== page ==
Representative maps for the ADC values in the voxel-based, cluster-based and Fit-Cluster-Fit models are shown in Figure 4 for the different confidence thresholds to exclude uncertainties (60%, 70%, 80%, 90% and 95%). Those voxels with low ADC values in the parametric map were mostly assigned to the lower ADC habitat in the respective representative maps. As the exclusion threshold increased, more high-uncertainty voxels were removed from their corresponding cluster, with the extreme scenario of encountering a few low-uncertainty voxels belonging to the most aggressive habitat.
When evaluating the power of the mean ADC to differentiate malignant and benign neuroblastic tumors, all the different combinations of the cluster-based and Fit-Cluster-Fit models produced statistically significant differences (t-test), with small discrepancies in their differentiation power. The nominal Fit-Cluster-Fit method (with no uncertainty exclusion), showed a p-value of 0.0005 and an effect size (Cohen’s d) of 2.69. By contrast, the standard voxel-based method produced no significant differences between benign and malignant neuroblastic tumors in terms of the mean ADC values (p = 0.0166, Cohen’s d = 1.44). Therefore, the cluster-based and Fit-Cluster-Fit models produced a significant improvement in the tumor differentiation power compared to the voxel-based standard-of-care method.
The box-and-whisker plots (Figure 5) show the distribution of the mean ADC values for benign and malignant neuroblastic tumors. These results are in agreement with the p-values obtained from the t-test, as the cluster-based and Fit-Cluster-Fit models showed a strong and similar distinction between benign and malignant tumors, as opposed to the voxel-based method. As a general trend, the interquartile ranges were lower with the Fit-Cluster-Fit methodologies when the confidence threshold to exclude uncertainties increased.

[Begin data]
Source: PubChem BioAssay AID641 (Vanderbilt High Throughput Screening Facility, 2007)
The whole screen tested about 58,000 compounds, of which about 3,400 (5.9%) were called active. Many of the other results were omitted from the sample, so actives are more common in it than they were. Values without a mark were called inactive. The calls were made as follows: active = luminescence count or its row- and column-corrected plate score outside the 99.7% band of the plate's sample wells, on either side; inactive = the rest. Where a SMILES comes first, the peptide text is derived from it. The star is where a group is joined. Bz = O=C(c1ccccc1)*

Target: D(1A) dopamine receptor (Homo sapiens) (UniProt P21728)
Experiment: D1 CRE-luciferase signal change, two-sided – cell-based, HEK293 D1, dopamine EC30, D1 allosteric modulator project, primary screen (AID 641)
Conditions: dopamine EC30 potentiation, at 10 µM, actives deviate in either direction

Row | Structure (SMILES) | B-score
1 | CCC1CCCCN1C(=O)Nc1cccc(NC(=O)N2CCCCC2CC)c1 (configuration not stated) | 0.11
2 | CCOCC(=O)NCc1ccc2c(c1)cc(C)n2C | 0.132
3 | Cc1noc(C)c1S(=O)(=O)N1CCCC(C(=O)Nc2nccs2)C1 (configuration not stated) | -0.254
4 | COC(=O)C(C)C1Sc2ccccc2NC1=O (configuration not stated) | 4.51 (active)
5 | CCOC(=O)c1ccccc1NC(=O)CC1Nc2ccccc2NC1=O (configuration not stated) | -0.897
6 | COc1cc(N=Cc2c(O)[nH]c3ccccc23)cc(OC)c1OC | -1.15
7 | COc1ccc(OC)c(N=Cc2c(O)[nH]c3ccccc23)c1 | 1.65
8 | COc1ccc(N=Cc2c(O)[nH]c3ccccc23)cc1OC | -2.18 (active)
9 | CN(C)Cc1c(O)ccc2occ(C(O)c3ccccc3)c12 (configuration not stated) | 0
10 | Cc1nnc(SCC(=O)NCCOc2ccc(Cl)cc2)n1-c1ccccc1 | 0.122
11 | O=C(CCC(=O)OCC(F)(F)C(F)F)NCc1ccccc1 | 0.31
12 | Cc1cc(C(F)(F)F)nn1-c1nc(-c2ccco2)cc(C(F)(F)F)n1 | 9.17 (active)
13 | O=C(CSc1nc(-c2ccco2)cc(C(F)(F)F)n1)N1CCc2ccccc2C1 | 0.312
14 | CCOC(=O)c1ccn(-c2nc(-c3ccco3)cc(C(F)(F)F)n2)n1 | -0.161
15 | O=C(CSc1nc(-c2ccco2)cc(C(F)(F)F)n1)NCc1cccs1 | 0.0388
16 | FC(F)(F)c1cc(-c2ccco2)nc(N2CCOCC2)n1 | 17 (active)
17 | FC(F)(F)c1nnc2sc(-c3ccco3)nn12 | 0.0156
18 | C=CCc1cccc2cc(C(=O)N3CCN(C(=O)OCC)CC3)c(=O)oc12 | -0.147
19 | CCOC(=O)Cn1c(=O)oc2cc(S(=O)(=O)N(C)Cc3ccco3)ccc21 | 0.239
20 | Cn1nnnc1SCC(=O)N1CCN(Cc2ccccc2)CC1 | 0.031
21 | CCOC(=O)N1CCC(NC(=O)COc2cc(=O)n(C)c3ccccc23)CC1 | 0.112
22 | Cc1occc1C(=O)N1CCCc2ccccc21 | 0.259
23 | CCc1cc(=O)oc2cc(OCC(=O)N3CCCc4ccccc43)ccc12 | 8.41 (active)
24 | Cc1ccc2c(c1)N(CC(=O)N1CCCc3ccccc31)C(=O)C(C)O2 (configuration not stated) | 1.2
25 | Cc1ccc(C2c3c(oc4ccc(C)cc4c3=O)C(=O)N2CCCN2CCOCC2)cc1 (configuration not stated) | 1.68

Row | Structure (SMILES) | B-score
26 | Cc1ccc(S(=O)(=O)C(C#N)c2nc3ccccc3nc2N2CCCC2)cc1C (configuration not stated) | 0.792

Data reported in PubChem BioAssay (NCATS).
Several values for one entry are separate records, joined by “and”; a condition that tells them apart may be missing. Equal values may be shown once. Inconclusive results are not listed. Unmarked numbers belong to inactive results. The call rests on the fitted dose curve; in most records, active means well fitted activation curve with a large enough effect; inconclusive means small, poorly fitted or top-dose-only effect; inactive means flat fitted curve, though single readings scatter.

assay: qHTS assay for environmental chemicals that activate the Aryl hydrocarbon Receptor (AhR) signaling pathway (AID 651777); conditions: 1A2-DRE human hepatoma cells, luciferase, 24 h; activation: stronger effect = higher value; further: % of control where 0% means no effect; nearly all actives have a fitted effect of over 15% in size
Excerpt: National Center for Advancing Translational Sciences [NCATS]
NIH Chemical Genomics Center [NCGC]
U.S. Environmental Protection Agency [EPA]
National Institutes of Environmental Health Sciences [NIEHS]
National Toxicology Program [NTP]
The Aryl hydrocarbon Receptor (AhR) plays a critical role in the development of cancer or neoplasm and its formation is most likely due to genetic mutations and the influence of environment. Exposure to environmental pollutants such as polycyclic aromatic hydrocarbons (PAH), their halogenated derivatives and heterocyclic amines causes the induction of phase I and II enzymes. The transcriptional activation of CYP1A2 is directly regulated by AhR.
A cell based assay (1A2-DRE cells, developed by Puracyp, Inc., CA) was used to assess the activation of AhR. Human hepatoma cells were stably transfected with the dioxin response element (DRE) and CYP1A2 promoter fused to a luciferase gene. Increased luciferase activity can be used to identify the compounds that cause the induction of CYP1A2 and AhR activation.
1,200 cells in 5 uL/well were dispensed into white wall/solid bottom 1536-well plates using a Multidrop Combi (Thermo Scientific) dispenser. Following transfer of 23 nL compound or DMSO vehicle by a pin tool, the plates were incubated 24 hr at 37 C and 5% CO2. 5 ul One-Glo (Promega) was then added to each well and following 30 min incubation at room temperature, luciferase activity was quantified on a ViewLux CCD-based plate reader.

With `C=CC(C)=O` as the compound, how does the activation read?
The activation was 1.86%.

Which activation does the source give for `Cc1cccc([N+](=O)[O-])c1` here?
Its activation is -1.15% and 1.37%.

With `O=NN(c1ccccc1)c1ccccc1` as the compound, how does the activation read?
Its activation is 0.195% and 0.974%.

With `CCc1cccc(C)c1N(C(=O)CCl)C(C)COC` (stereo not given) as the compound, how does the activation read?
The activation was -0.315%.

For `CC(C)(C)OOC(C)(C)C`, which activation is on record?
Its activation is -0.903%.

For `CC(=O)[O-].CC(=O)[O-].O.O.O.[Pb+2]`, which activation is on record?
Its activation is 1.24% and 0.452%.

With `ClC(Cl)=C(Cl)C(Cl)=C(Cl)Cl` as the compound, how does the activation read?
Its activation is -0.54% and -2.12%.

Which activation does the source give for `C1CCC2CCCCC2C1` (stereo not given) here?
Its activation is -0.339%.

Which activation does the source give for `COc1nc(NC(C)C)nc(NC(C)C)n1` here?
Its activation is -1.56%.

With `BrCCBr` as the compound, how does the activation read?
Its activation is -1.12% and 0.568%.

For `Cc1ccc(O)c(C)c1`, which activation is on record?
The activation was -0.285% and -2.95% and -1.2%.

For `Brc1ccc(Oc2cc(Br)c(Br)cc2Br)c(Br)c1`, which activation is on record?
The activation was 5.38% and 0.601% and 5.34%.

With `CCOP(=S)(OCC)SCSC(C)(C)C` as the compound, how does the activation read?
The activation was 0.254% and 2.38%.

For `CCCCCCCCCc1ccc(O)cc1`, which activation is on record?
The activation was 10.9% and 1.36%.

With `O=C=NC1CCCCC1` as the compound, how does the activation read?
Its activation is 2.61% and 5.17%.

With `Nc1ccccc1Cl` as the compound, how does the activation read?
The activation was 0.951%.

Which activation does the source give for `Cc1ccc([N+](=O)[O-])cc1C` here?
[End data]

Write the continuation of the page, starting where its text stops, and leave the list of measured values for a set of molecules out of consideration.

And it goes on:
3.1. Optimal ADC Threshold per Method and Evaluation of the Performance Metrics

The detailed data per tumor malignancy profile for the various voxel-based, cluster-based and Fit-Cluster-Fit strategies is summarized in Table 2, with the different confidence thresholds to exclude uncertainties (60%, 70%, 80%, 90% and 95%) according to the ADC cut-off value within a cluster. The corresponding mean ADC value, sensitivity, specificity, accuracy, PPV, NPV and AUC-ROC values are shown.
The ADC cut-off value for each method was determined according to the Youden index. The use of the Fit-Cluster-Fit method applied in conjunction with the strategy to exclude uncertainties at a confidence threshold of 70% had a higher sensitivity (91%), NPV (80%) and accuracy (91%) for the profiles of malignancy than the rest of the combinations and methods explored with a similarly high specificity (89%) and PPV (95%). For instance, a lower sensitivity (87%) and NPV (75%) was associated with the cluster-based method, yet with a higher specificity (100%) and PPV (100%) for the malignancy profiles. The voxel-based strategy had a lower sensitivity (87%), NPV (70%) and accuracy (84%), which was associated with a considerable decrease in its specificity (78%). Therefore, the 70% threshold Fit-Cluster-Fit approach improved the sensitivity and NPV by 4% and 10%, respectively, relative to the voxel-based method, and by 4% and 5%, respectively, relative to the cluster-based method.
The ROC curves for the cluster-based and Fit-Cluster-Fit methods were obtained after performing a voxel-wise clustering into two habitats with the 5th, 10th and 15th percentiles as parcellation thresholds (Figure 6), including the standard voxel-based strategy for comparison.